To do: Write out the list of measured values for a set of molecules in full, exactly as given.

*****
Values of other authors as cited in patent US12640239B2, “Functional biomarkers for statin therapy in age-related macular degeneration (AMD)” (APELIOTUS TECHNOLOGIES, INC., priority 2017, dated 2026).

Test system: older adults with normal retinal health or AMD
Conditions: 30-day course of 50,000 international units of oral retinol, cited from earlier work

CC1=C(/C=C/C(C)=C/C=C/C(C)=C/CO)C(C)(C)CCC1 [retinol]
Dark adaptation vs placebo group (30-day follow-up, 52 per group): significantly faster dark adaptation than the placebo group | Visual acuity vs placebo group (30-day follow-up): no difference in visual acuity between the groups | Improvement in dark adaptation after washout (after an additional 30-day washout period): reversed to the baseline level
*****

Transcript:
Values of other authors as cited in patent US12640239B2, “Functional biomarkers for statin therapy in age-related macular degeneration (AMD)” (APELIOTUS TECHNOLOGIES, INC., priority 2017, dated 2026).

Test system: older adults with normal retinal health or AMD
Conditions: 30-day course of 50,000 international units of oral retinol, cited from earlier work

CC1=C(/C=C/C(C)=C/C=C/C(C)=C/CO)C(C)(C)CCC1 [retinol]
Dark adaptation vs placebo group (30-day follow-up, 52 per group): significantly faster dark adaptation than the placebo group | Visual acuity vs placebo group (30-day follow-up): no difference in visual acuity between the groups | Improvement in dark adaptation after washout (after an additional 30-day washout period): reversed to the baseline level